If you are ever in the Gold Coast or nearby, please make contact and enjoy some Patching hospitality. Home: 07-5510-8418 Mob: 0418-582-666



George Toouli

I attended Camberwell High School from 1960 until August 1965 when my family moved to Sydney due to the ill health of my father. I matriculated in Sydney and then attended the University of New South Wales (UNSW) where I graduated with a Bachelor of Science (majors in Microbiology and Biochemistry).

I commenced employment at Liverpool Hospital Pathology Department (Microbiology) in December 1971 (2 days after my final exams) and retired from there 40 years later. When I first started there were two staff (myself and a trainee). When I left I was the Principal Scientist (Laboratory Manager) of Microbiology and responsible for a staff of eighty (including medical, scientific, technical, research and infection control staff). The laboratory was one of the few in NSW that had actually expanded and become an area service.

We performed all the microbiology for the entire south western area of Sydney (6 major hospitals and many other public and private establishments) now servicing over 2000 beds. Government intervention inadvertently changed my position from managing science, research and innovation to managing payroll, purchasing and human resources. Hence I chose “early retirement”.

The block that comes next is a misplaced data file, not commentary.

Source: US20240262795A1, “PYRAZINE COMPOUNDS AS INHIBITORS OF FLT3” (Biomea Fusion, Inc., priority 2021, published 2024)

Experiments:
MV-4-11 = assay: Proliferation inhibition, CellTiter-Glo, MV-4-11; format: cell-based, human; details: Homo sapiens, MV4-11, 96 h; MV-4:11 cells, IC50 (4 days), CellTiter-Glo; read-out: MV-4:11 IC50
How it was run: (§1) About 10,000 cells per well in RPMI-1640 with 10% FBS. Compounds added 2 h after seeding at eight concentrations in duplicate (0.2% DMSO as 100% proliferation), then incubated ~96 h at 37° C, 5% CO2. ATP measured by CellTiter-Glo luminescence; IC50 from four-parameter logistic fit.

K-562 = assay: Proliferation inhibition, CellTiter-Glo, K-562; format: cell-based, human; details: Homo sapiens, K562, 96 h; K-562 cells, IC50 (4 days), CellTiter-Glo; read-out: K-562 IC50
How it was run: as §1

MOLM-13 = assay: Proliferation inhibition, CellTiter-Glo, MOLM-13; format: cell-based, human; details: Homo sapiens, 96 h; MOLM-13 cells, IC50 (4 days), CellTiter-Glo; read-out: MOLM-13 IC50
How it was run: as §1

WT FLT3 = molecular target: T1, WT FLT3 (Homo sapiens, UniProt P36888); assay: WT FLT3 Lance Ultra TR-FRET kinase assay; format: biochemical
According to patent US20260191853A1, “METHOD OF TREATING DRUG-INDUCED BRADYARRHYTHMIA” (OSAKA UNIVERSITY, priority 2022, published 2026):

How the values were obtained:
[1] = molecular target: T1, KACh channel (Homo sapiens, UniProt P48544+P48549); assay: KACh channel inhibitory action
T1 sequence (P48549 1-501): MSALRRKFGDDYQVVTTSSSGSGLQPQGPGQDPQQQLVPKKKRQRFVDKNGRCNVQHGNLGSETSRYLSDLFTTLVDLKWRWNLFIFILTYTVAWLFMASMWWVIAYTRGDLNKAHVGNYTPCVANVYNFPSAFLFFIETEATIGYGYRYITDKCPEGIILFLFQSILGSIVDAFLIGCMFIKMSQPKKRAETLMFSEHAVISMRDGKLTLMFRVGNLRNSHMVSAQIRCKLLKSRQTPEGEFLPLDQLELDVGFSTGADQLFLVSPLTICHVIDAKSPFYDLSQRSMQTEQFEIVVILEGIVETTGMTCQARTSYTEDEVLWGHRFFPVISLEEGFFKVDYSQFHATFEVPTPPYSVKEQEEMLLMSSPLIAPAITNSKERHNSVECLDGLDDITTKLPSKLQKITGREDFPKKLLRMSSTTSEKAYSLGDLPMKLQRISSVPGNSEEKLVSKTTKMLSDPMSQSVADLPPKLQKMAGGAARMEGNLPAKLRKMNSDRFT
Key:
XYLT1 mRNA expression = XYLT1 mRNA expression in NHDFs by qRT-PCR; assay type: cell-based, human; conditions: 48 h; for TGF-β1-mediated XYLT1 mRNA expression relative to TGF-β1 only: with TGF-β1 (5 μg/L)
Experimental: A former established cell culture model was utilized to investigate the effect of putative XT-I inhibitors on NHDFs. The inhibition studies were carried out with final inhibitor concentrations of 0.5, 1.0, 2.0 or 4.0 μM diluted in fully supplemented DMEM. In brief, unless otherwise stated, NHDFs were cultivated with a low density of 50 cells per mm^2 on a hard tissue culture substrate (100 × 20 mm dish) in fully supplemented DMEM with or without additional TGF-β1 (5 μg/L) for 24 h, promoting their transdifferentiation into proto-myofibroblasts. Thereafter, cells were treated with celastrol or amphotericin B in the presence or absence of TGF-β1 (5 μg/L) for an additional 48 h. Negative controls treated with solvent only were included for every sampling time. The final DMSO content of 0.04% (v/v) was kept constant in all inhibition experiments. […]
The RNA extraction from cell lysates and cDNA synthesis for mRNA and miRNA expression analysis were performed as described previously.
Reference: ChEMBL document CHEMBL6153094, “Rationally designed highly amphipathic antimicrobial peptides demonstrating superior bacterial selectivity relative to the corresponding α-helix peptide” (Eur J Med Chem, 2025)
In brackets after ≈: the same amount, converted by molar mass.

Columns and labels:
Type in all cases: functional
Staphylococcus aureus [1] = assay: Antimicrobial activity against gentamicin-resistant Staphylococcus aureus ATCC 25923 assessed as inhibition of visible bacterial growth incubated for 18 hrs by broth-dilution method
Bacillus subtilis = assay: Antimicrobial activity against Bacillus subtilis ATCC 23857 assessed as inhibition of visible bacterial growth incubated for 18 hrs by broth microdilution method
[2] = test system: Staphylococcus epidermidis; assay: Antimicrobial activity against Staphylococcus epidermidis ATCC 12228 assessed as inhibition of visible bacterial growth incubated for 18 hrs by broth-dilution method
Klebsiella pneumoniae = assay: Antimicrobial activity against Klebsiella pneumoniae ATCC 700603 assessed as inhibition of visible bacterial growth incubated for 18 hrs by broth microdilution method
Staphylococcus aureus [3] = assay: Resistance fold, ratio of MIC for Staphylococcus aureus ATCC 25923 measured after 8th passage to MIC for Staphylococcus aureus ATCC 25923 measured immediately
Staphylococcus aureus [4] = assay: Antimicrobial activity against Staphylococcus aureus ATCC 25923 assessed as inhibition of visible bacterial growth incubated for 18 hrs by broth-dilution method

I am married and blessed with two daughters (and one grandson). Family has been essential to my happiness and I managed to separate my work and family time extremely well (I actually managed to finish work by 4.30pm and be home before 5pm Monday to Friday and no weekends). Music still plays (no pun intended) an important part of my life with both my daughters having learnt to play instruments. My eldest daughter plays violin (much better than her dad ever did) and has played in a number of orchestras in Sydney and now teaches violin whilst my youngest daughter is an excellent school teacher.